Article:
All the things I might not be;
Take her head upon your knee.
She that was so proud and wild,
Flippant, arrogant and free,
She that had no need of me,
Is a little lonely child
Lost in Hell,—Persephone,
Take her head upon your knee;
Say to her, “My dear, my dear,
It is not so dreadful here."
~ Edna St. Vincent Millay
Back in January, I began the One Page a Day Challenge and immediately threw away my quill. Now in April, I’m participating in the A to Z Blogging Challenge and prepping for a Wilderness Writers’ Retreat. I need ink, a stiff drink and therapy.
nother sad midnight and I ain’t got no…words of wisdom.
And Sam Cooke is just shaking his head up in Rock and Roll heaven.
Ah well, you can’t win them all!
I’m hoping that all the ham, stuffing, green beans, latkes, cabbage, spinach, butter, and biscuits (what? We’re a Southern-Eastern European household!) will inspire some great prose for next week’s post.
While we all wait for that glorious pot to boil, here is another painting that is a favorite of mine.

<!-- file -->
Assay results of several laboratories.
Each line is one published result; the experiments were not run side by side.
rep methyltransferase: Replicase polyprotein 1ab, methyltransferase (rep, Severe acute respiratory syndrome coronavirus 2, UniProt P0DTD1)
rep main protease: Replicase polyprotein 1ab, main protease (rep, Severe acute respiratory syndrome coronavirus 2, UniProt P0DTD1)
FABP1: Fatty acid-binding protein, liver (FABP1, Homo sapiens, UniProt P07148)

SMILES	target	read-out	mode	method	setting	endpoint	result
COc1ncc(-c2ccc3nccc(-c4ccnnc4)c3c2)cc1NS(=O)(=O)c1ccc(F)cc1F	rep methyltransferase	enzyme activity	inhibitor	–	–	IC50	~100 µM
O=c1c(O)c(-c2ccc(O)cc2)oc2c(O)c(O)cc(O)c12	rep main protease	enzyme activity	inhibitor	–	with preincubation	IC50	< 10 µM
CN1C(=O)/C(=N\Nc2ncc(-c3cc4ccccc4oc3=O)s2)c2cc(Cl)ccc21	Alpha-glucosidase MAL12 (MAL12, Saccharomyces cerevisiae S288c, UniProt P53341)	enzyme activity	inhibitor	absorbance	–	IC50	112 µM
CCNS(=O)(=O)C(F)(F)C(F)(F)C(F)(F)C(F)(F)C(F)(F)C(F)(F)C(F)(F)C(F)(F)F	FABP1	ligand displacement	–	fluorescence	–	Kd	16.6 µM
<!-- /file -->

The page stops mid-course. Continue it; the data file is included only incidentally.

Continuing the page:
P is for Persephone
And not just a favorite piece of art, but a favorite Greek myth as well. I love all the Greek and Roman myths. We studied them in middle school. And I love how modern writers have immersed themselves in these ancient stories, and breathed new life into them.
What a beautiful way to inspire getting to know history and a past culture.
|Proserpine, 1874, Dante Gabriel Rossetti|
Prosepine is the Roman version of Persephone
Although Waterhouse is by far my favorite PR Brother (shhh, don’t tell the others), Rossetti is a close second. Here, he captures the essence of Persephone’s story ~ she looks as if she is turning slightly back, away from the light, facing the Underworld, and she clasps a partially eaten pomegranate, thus ensuring that she has to stay with Hades a third of the year. During this time, her mother Demeter mourns her absence by forbidding all vegetation from growing.
Given this winter we’ve had, I’d say Persephone partied too hardy with Hades and is only now staggering out from the Underworld.
And since we had two days of balmy weather followed by two days of freezing temperatures, I’d say that is one heck of a hangover.
Oremus pro invicem,
I was going to make a snarky remark about kill joys who sniff and turn their noses up at ancient stories and myths. But it’s Good Friday. You’re welcome.